Room Occupancy Detection Flow

     

    Finally, here is the Java program based on Spark SQL and Spark MLlib for room occupancy detection using Decision Tree classifier -

    package com.aksain.sparkml.basics.decisiontree;
    
    import org.apache.spark.ml.Pipeline;
    import org.apache.spark.ml.PipelineModel;
    import org.apache.spark.ml.PipelineStage;
    import org.apache.spark.ml.classification.DecisionTreeClassifier;
    import org.apache.spark.ml.feature.IndexToString;
    import org.apache.spark.ml.feature.StringIndexer;
    import org.apache.spark.ml.feature.StringIndexerModel;
    import org.apache.spark.ml.feature.VectorAssembler;
    import org.apache.spark.ml.feature.VectorIndexer;
    import org.apache.spark.ml.feature.VectorIndexerModel;
    import org.apache.spark.sql.DataFrameReader;
    import org.apache.spark.sql.Dataset;
    import org.apache.spark.sql.Row;
    import org.apache.spark.sql.SparkSession;
    
    /**
     * Detects whether a Room is occupied using Decision Tree classifier.
     * 
     * @author amit-kumar
     */
    public class RoomOccupancyDetector {
    
    	/**
    	 * @param args
    	 */
    	public static void main(String[] args) {
    		// Create Spark Session to create connection to Spark
    		final SparkSession sparkSession = SparkSession.builder().appName("Spark Decision Tree Classifer Demo")
    				.master("local[5]").getOrCreate();
    
    		// Get DataFrameReader using SparkSession and set header option to true
    		// to specify that first row in file contains name of columns
    		final DataFrameReader dataFrameReader = sparkSession.read().option("header", true);
    		final Dataset<Row> trainingData = dataFrameReader.csv("src/main/resources/datatraining.txt");
    
    		// Create view and execute query to convert types as, by default, all
    		// columns have string types
    		trainingData.createOrReplaceTempView("TRAINING_DATA");
    		final Dataset<Row> typedTrainingData = sparkSession
    				.sql("SELECT cast(Temperature as float) Temperature, cast(Humidity as float) Humidity, "
    						+ "cast(Light as float) Light, cast(CO2 as float) CO2, "
    						+ "cast(HumidityRatio as float) HumidityRatio, "
    						+ "cast(Occupancy as int) Occupancy FROM TRAINING_DATA");
    
    		// Combine multiple input columns to a Vector using Vector Assembler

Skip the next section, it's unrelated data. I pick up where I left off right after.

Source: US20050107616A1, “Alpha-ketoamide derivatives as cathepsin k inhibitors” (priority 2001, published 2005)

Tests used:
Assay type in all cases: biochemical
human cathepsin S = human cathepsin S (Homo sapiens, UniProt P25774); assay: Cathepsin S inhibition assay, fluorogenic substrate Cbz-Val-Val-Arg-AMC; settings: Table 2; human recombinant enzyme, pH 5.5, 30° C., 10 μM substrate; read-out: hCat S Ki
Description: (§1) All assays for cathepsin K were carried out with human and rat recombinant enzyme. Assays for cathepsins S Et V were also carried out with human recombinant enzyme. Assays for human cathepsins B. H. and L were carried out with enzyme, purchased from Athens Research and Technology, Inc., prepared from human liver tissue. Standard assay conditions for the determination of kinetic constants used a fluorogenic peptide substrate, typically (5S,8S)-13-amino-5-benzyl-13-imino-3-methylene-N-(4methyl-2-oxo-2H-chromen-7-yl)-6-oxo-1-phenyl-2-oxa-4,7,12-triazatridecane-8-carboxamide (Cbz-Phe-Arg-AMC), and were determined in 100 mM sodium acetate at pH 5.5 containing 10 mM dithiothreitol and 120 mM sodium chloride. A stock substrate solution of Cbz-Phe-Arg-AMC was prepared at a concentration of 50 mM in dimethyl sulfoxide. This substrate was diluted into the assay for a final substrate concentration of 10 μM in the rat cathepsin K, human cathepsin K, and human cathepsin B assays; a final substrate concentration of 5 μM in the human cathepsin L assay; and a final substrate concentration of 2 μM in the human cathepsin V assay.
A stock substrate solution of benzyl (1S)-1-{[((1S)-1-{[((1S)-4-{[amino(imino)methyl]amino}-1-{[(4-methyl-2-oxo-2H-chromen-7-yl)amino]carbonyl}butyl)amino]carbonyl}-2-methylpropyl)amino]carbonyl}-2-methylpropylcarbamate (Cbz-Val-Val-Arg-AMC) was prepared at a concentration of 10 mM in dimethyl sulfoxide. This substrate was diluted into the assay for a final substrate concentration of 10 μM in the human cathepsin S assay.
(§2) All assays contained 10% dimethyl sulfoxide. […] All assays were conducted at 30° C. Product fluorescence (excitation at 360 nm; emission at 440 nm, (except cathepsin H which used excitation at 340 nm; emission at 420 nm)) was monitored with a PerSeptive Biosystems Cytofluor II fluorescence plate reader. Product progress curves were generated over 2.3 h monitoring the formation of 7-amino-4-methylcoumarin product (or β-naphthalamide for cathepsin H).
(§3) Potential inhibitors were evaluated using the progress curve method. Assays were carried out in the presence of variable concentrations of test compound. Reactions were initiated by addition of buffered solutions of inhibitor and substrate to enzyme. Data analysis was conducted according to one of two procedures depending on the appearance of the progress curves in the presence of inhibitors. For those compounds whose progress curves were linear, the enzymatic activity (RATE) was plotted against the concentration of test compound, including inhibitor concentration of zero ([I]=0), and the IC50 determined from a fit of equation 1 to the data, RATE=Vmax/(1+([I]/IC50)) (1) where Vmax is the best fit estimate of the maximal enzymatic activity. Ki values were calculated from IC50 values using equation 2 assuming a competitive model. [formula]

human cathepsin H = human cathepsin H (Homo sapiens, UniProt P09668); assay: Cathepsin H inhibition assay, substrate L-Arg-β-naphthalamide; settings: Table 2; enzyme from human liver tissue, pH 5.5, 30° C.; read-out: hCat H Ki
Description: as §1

// utility
    		final VectorAssembler vectorAssembler = new VectorAssembler()
    				.setInputCols(new String[] { "Temperature", "Humidity", "Light", "CO2", "HumidityRatio" })
    				.setOutputCol("features");
    		final Dataset<Row> featuresData = vectorAssembler.transform(typedTrainingData);
    		// Print Schema to see column names, types and other metadata
    		featuresData.printSchema();
    
    		// Indexing is done to improve the execution times as comparing indexes
    		// is much cheaper than comparing strings/floats
    
    		// Index labels, adding metadata to the label column (Occupancy). Fit on
    		// whole dataset to include all labels in index.
    		final StringIndexerModel labelIndexer = new StringIndexer().setInputCol("Occupancy")
    				.setOutputCol("indexedLabel").fit(featuresData);
    
    		// Index features vector
    		final VectorIndexerModel featureIndexer = new VectorIndexer().setInputCol("features")
    				.setOutputCol("indexedFeatures").fit(featuresData);
    
    		// Split the data into training and test sets (30% held out for
    		// testing).
    		Dataset<Row>[] splits = featuresData.randomSplit(new double[] { 0.7, 0.3 });
    		Dataset<Row> trainingFeaturesData = splits[0];
    		Dataset<Row> testFeaturesData = splits[1];
    
    		// Train a DecisionTree model.
    		final DecisionTreeClassifier dt = new DecisionTreeClassifier().setLabelCol("indexedLabel")
    				.setFeaturesCol("indexedFeatures");
    
    		// Convert indexed labels back to original labels.
    		final IndexToString labelConverter = new IndexToString().setInputCol("prediction")
    				.setOutputCol("predictedOccupancy").setLabels(labelIndexer.labels());
    
    		// Chain indexers and tree in a Pipeline.
    		final Pipeline pipeline = new Pipeline()
    				.setStages(new PipelineStage[] { labelIndexer, featureIndexer, dt, labelConverter });
    
    		// Train model. This also runs the indexers.
    		final PipelineModel model = pipeline.fit(trainingFeaturesData);